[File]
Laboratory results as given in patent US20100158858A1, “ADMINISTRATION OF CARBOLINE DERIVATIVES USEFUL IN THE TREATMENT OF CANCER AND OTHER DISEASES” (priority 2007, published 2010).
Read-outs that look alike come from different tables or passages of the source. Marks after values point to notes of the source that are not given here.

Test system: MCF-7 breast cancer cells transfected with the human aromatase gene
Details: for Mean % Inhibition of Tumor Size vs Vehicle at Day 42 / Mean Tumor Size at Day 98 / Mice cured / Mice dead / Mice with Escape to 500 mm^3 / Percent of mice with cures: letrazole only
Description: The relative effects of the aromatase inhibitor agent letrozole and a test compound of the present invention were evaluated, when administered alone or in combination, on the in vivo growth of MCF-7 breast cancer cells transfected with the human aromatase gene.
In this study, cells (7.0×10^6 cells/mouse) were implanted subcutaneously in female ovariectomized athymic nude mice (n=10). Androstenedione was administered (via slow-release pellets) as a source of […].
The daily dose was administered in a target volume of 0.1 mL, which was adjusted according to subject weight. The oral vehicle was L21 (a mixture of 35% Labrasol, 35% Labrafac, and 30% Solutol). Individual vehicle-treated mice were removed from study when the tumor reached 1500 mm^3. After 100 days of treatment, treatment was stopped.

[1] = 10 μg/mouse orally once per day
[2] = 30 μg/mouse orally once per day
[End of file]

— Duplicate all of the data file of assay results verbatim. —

Laboratory results as given in patent US20100158858A1, “ADMINISTRATION OF CARBOLINE DERIVATIVES USEFUL IN THE TREATMENT OF CANCER AND OTHER DISEASES” (priority 2007, published 2010).
Read-outs that look alike come from different tables or passages of the source. Marks after values point to notes of the source that are not given here.

Test system: MCF-7 breast cancer cells transfected with the human aromatase gene
Details: for Mean % Inhibition of Tumor Size vs Vehicle at Day 42 / Mean Tumor Size at Day 98 / Mice cured / Mice dead / Mice with Escape to 500 mm^3 / Percent of mice with cures: letrazole only
Description: The relative effects of the aromatase inhibitor agent letrozole and a test compound of the present invention were evaluated, when administered alone or in combination, on the in vivo growth of MCF-7 breast cancer cells transfected with the human aromatase gene.
In this study, cells (7.0×10^6 cells/mouse) were implanted subcutaneously in female ovariectomized athymic nude mice (n=10). Androstenedione was administered (via slow-release pellets) as a source of […].
The daily dose was administered in a target volume of 0.1 mL, which was adjusted according to subject weight. The oral vehicle was L21 (a mixture of 35% Labrasol, 35% Labrafac, and 30% Solutol). Individual vehicle-treated mice were removed from study when the tumor reached 1500 mm^3. After 100 days of treatment, treatment was stopped.

[1] = 10 μg/mouse orally once per day
[2] = 30 μg/mouse orally once per day